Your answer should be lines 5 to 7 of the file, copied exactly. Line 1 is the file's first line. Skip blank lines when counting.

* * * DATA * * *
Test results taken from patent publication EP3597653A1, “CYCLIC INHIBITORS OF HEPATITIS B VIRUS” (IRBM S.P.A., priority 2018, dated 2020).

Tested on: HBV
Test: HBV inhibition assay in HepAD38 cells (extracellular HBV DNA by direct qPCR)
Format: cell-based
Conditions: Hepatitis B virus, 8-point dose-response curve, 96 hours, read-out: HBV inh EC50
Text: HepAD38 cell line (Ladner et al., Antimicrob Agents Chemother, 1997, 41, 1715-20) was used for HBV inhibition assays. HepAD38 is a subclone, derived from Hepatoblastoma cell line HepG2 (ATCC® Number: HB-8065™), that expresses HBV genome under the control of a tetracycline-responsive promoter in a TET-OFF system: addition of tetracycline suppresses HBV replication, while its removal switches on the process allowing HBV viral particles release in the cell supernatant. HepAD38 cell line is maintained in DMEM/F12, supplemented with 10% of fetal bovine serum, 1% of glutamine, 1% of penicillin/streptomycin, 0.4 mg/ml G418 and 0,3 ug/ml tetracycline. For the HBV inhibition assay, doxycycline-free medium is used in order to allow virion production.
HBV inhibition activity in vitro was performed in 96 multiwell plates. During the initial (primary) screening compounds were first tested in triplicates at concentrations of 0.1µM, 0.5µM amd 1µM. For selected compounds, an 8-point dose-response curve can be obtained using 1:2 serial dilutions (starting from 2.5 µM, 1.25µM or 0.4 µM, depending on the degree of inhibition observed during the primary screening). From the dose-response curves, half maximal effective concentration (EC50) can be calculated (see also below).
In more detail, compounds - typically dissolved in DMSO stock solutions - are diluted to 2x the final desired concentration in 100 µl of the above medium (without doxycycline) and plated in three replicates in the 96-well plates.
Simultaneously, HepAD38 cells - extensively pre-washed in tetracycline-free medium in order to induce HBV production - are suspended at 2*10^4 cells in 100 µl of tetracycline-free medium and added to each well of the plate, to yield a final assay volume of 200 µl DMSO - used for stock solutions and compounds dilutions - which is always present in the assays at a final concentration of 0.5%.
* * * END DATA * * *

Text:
Conditions: Hepatitis B virus, 8-point dose-response curve, 96 hours, read-out: HBV inh EC50
Text: HepAD38 cell line (Ladner et al., Antimicrob Agents Chemother, 1997, 41, 1715-20) was used for HBV inhibition assays. HepAD38 is a subclone, derived from Hepatoblastoma cell line HepG2 (ATCC® Number: HB-8065™), that expresses HBV genome under the control of a tetracycline-responsive promoter in a TET-OFF system: addition of tetracycline suppresses HBV replication, while its removal switches on the process allowing HBV viral particles release in the cell supernatant. HepAD38 cell line is maintained in DMEM/F12, supplemented with 10% of fetal bovine serum, 1% of glutamine, 1% of penicillin/streptomycin, 0.4 mg/ml G418 and 0,3 ug/ml tetracycline. For the HBV inhibition assay, doxycycline-free medium is used in order to allow virion production.
HBV inhibition activity in vitro was performed in 96 multiwell plates. During the initial (primary) screening compounds were first tested in triplicates at concentrations of 0.1µM, 0.5µM amd 1µM. For selected compounds, an 8-point dose-response curve can be obtained using 1:2 serial dilutions (starting from 2.5 µM, 1.25µM or 0.4 µM, depending on the degree of inhibition observed during the primary screening). From the dose-response curves, half maximal effective concentration (EC50) can be calculated (see also below).